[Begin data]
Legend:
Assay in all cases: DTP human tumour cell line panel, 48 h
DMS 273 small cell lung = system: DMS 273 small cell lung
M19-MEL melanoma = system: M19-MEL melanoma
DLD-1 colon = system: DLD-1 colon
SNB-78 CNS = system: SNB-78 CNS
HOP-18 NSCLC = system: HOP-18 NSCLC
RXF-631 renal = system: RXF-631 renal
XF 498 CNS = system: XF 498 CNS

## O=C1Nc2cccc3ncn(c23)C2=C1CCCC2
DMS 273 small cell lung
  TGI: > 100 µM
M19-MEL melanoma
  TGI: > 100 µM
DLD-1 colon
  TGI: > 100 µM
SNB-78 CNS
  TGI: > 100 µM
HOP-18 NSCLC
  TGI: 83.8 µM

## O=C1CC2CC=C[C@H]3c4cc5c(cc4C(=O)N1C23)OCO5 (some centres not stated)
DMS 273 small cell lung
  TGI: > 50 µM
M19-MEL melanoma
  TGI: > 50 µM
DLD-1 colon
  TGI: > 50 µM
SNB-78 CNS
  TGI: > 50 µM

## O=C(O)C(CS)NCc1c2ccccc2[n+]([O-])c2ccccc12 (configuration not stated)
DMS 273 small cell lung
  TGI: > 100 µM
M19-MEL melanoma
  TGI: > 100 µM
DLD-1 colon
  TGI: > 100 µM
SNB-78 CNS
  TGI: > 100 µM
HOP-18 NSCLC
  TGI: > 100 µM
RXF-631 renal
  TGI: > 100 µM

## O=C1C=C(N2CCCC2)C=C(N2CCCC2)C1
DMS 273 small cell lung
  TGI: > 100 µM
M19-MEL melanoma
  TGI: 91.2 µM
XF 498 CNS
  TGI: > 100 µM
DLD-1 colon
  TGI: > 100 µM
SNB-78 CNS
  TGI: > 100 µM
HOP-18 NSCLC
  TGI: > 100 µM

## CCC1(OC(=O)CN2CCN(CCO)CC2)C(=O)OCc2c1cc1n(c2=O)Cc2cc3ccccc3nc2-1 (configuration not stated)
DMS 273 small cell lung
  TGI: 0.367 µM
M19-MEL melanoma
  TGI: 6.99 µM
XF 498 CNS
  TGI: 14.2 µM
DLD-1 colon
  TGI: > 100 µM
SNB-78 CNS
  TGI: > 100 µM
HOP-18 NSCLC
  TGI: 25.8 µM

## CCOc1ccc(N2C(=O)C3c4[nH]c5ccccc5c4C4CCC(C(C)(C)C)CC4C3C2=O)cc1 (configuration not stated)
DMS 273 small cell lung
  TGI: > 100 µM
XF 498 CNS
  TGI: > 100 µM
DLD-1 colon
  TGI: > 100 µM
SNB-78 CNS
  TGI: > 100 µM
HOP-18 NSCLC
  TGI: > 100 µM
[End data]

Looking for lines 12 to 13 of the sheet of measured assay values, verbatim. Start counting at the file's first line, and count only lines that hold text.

  TGI: > 100 µM
M19-MEL melanoma